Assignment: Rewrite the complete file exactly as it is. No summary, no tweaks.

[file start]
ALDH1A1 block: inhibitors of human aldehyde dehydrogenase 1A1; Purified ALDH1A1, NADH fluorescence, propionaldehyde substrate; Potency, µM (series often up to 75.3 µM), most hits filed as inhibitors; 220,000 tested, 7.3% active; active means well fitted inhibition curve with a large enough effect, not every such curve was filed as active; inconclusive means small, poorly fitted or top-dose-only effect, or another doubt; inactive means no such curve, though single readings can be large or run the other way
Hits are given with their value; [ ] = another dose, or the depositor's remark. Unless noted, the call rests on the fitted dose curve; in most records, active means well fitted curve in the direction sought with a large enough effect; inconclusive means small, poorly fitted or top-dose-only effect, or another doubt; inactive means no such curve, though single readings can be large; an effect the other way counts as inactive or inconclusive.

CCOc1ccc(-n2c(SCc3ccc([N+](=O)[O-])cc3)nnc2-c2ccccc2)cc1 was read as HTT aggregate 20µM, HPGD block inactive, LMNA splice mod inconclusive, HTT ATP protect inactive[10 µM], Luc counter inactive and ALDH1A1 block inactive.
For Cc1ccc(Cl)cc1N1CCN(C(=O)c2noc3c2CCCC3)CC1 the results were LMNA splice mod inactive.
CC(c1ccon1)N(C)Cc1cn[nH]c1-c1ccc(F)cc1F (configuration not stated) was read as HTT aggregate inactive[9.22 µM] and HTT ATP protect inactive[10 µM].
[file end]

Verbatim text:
ALDH1A1 block: inhibitors of human aldehyde dehydrogenase 1A1; Purified ALDH1A1, NADH fluorescence, propionaldehyde substrate; Potency, µM (series often up to 75.3 µM), most hits filed as inhibitors; 220,000 tested, 7.3% active; active means well fitted inhibition curve with a large enough effect, not every such curve was filed as active; inconclusive means small, poorly fitted or top-dose-only effect, or another doubt; inactive means no such curve, though single readings can be large or run the other way
Hits are given with their value; [ ] = another dose, or the depositor's remark. Unless noted, the call rests on the fitted dose curve; in most records, active means well fitted curve in the direction sought with a large enough effect; inconclusive means small, poorly fitted or top-dose-only effect, or another doubt; inactive means no such curve, though single readings can be large; an effect the other way counts as inactive or inconclusive.

CCOc1ccc(-n2c(SCc3ccc([N+](=O)[O-])cc3)nnc2-c2ccccc2)cc1 was read as HTT aggregate 20µM, HPGD block inactive, LMNA splice mod inconclusive, HTT ATP protect inactive[10 µM], Luc counter inactive and ALDH1A1 block inactive.
For Cc1ccc(Cl)cc1N1CCN(C(=O)c2noc3c2CCCC3)CC1 the results were LMNA splice mod inactive.
CC(c1ccon1)N(C)Cc1cn[nH]c1-c1ccc(F)cc1F (configuration not stated) was read as HTT aggregate inactive[9.22 µM] and HTT ATP protect inactive[10 µM].